The General Scheme of the abortion Bill is one of the most permissive in the Western world but four pro-choice academics and activists have published a position paper asking to make it even more so.
The proposed law will allow abortion up to 12 weeks for any reason and up to viability if there is a ‘risk of serious harm’ or to the life of the woman. The word ‘risk’ is in no way qualified. Abortion would remain a criminal offence if performed outside the wide limits of the law.
Claiming that Ireland would maintain “one of the most punitive abortion laws in the world” if the Scheme is approved without changes, the pro-choice academics ask for the removal of any criminal penalty because it may generate a ‘chilling effect’ on some doctors and also it may raise the prospect of ‘stings’ by anti-abortion activists, they claim.
But with decriminalisation, no abortion will be a criminal offence, not even an abortion that takes place on the cusp of birth and doesn’t have even the appearance of a ‘health’ justification.
The four academics also propose that any healthcare professional, not only doctors, should be empowered to certify that the pregnancy has not exceeded 12 weeks. They want to extend abortion on request from 12 to 14 weeks, and also to allow not just doctors but also midwives and nurses to carry out abortions.
Abortions pills should be taken at home without in-person supervision, they ask, and the three day waiting period should be removed. They said that “any proposal that all or some abortions in the first trimester should be performed in hospitals should be resisted”.
The authors of the document also want to allow children under 16 to be permitted to make abortion decision for themselves.
The General Scheme presented by Minister Harris speaks about a “risk of serious harm” being needed to qualify for an abortion after 12 weeks but they recommend that in clinical guidelines “serious” shouldn’t be interpreted as permanent, protracted or life-threatening.
With regard to fatal abnormalities, the last version of the Scheme would allow abortion when the foetus is likely to die within 28 days of birth, and not simply “shortly after birth”, as the previous version contemplated. The position paper laments that “the legislation clearly excludes cases where the foetus’ life expectancy after birth is short – a matter of months or years – but not as short as 28 days.” The authors seem to want to permit abortion when the disabled child could survive for months or even years!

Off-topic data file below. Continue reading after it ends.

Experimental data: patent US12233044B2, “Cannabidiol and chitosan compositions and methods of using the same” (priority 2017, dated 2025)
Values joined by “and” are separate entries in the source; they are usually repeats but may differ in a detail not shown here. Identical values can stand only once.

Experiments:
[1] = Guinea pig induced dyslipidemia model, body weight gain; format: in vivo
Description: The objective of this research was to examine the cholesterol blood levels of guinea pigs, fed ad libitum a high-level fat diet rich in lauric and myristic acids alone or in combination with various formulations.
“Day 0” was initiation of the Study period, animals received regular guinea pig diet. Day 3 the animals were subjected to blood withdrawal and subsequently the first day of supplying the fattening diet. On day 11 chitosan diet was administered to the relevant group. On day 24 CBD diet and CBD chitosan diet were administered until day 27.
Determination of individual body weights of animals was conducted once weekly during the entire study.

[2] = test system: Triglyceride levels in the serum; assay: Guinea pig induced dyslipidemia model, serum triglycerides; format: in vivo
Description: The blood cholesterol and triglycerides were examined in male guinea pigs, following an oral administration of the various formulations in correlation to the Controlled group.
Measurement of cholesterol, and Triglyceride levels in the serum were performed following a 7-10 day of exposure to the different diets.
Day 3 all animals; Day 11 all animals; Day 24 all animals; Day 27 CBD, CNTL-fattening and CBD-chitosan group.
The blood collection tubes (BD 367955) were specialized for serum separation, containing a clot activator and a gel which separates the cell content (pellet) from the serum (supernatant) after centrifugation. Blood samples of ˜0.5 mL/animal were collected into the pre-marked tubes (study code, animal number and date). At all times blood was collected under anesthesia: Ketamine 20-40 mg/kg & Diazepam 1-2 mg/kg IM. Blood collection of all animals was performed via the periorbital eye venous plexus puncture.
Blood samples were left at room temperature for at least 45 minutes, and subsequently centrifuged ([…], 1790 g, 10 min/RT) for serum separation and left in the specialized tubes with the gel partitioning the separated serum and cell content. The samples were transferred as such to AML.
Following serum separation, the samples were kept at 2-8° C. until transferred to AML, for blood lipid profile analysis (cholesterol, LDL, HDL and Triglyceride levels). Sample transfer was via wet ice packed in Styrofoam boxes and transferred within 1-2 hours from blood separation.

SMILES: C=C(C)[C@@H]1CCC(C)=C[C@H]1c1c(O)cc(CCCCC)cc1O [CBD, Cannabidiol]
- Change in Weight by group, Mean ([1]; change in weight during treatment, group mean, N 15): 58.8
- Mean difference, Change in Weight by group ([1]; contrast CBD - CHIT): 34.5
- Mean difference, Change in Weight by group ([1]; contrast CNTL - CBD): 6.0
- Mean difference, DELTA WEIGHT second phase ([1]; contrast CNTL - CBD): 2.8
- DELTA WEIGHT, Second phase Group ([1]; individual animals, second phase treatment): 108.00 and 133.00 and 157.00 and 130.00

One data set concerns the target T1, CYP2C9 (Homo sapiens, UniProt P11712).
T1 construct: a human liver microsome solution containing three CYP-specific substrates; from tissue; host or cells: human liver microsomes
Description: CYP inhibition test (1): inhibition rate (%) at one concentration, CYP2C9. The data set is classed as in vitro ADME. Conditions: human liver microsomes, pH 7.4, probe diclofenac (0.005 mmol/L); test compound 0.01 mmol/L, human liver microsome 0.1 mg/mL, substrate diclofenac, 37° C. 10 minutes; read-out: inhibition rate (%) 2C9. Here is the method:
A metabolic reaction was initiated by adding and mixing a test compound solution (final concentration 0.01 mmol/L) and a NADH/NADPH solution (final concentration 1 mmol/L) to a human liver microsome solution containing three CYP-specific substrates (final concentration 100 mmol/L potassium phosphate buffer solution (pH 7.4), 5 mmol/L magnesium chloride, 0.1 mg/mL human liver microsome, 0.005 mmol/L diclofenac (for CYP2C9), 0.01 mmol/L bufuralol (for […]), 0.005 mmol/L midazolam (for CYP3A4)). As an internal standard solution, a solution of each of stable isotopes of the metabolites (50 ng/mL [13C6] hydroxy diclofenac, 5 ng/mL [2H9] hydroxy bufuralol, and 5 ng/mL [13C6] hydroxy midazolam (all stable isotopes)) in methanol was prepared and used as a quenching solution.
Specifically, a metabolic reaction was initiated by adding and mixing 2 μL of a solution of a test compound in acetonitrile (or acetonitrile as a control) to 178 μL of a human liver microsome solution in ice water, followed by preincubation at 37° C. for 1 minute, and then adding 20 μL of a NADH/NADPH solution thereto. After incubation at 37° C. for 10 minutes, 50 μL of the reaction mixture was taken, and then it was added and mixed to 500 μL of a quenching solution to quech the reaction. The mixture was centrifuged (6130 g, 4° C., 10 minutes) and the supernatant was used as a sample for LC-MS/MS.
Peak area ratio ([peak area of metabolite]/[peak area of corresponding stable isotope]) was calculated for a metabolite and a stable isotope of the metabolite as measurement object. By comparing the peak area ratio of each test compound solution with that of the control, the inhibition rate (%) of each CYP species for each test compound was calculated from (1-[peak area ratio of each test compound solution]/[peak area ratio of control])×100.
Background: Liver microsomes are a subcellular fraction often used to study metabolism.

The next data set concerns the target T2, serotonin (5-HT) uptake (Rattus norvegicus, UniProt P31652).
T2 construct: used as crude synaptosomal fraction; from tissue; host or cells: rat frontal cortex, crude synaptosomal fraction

The position paper is particularly intolerant towards conscientious objection. Not only should doctors be obliged to refer a woman seeking abortion to another doctor, but it demands disciplinary measures from the Medical Council if a conscientious objector refuses to do so.
They obviously reject institutional conscientious objection, which means that they want Catholic hospitals to be obliged to offer abortions, which is Government policy anyway.
Medical professionals who are influenced by religious values are presented in negative terms in the document and possible areas of conflict between the future abortion legislation and Catholic medical ethics may require, they say, additional research or public hearing. The purpose is obviously to enforce the punitive attitude towards conscientious objectors.
According to the authors of the position paper the State should fund travel between counties, when abortion is not accessible across a particular geographic area, but also should “support people who need to travel for abortion care where Irish law does not permit it”.
It is surprising that such an odd proposal comes from legal academics. What country funds someone to go abroad to do something that is illegal locally?
The general principle of this document is clearly stated: “It is important that abortion is normalised within the wider healthcare system”. If abortion is understood as a “normal” medical procedure it should have no limits. This is the pro-choice ideology and, even if extreme, the position paper is an accurate version of it.